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Democratic presidential candidate Joe Biden recently stepped on a political landmine. In reminiscing about his congressional tenure over several decades, he recalled when he had worked with segregationist legislators. He said that in his interactions with them, “there was at least some civility.”

This provoked immediate fallout. Some questioned if he really understood the racial impact of segregation. There were calls for him to apologize.

His response was, “Apologize for what?”

Which is a good point. He had strongly disagreed with their views. But do you apologize for working with people, in this case avowed racists, with whom you differ? To be asked to apologize would seem to assume that if you talk with them, shake hands with them, work out legislation with them, then somehow you are a racist at worst or just ignorant at best.

What is the basis for an assumption like that? Does treating someone civilly connote that you’re condoning their values and are disingenuous with your own?

In this polarizing climate in which we’re living, such fraternizing with the enemy seems akin to ethical treason. It’s cannon fodder for your political opponents.

From a Christian perspective, it’s also misguided.

John Lewis, an African American civil rights icon in Congress, said as much: “I don’t think (Biden’s) remarks are offensive. At the height of the civil rights movement, we worked with people and got to know people that were members of the Klan. People who opposed us, even people who beat us, arrested us and jailed us. We never gave up on our fellow human beings.”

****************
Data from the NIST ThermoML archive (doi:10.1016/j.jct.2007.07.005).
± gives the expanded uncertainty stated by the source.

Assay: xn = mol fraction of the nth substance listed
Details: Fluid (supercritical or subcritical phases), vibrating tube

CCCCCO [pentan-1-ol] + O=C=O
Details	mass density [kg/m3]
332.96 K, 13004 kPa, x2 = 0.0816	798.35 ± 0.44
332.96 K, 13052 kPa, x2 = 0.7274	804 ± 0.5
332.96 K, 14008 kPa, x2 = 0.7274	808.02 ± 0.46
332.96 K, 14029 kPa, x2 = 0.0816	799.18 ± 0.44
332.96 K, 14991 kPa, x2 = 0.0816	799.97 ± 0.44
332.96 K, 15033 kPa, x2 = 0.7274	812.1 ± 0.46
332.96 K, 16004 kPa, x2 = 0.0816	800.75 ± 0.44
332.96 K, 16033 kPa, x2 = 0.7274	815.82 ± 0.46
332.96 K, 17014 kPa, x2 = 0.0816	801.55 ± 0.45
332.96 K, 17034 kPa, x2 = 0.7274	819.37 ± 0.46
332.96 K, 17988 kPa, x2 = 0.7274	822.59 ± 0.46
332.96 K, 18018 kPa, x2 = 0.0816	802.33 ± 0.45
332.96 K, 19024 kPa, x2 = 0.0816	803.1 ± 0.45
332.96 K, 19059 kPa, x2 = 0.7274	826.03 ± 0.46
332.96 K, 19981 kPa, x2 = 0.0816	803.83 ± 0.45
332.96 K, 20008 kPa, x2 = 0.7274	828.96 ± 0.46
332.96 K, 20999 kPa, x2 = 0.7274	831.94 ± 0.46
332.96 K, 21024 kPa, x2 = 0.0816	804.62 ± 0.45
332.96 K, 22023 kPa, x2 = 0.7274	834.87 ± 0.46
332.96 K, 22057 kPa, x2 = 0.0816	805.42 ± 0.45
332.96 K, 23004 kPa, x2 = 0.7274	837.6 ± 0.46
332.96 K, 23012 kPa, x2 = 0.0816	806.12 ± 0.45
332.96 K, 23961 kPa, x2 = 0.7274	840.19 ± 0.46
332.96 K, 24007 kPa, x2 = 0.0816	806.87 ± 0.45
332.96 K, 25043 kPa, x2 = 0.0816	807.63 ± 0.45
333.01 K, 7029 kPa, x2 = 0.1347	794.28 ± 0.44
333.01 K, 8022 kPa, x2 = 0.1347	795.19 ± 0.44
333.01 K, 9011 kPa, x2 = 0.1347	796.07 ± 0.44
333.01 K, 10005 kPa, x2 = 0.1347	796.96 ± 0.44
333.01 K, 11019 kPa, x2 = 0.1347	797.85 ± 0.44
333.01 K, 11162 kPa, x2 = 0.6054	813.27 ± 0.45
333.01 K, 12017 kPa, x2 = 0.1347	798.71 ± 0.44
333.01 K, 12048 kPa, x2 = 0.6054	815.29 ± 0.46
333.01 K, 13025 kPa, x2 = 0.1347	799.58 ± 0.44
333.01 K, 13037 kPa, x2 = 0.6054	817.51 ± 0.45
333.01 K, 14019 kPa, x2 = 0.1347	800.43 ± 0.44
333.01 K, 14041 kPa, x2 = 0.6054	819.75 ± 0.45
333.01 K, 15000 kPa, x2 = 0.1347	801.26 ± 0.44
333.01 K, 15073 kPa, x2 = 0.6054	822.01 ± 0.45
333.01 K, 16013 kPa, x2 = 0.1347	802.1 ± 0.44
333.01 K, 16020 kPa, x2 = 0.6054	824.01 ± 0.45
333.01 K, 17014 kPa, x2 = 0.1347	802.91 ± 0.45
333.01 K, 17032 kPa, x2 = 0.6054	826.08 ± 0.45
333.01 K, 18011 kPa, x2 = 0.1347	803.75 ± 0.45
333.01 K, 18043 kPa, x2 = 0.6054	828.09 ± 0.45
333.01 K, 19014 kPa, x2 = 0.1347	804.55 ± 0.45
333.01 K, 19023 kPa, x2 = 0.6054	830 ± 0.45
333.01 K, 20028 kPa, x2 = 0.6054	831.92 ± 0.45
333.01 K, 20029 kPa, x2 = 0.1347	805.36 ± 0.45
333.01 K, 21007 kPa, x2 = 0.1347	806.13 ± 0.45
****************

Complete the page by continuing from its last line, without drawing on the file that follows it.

Never giving up made me think of a similar phrase and a teaching of Jesus. “Love your enemies.” (Luke 6:35, Common English Bible)

When he said this, he instructed his followers to do nice things for them. However, in the modern political atmosphere, he might say that you can love them by getting to know them. Talk with them. Work with them. See if you can get them to move a little toward the light, and away from darkness.

Why would such relationships convey a sense of betrayal of your values? On the contrary, it takes someone confident in and passionate about their beliefs to relate positively to those with whom they disagree.

I’ve come to think of the issue in terms not of good and evil and right and wrong, but of wellness and sickness.

Bigots can show kindness and love. That’s not the point. Rather, they are on a course that leads to illness and pain. When you fill your life with hatred and anger, targeting a group of people, you will pay the price. In the long term, the experience of hell is when you ultimately realize what you’ve done in hurting the innocent. In the short term, you miss out on the breadth of life that comes from inclusion, not exclusion.

Jesus came to such people. He characterized his ministry by saying, “Healthy people don’t need a doctor, but sick people do … I didn’t come to call the righteous people but sinners.” (Matthew 9:12-13, Common English Bible) Jesus was a physician, and he made house calls. In so doing, the sick were healed.

Christians carry on his profession and go to the sick. They don’t dilute the strength of the medicine they bring. They embody equality, justice and compassion. They share this as flawed individuals reaching out to the flawed.

In so doing, some of their enemies will be made whole.

Greg Weeks is senior pastor of Manchester United Methodist Church. He is a regular Faith Perspectives contributor to He has launched a blog at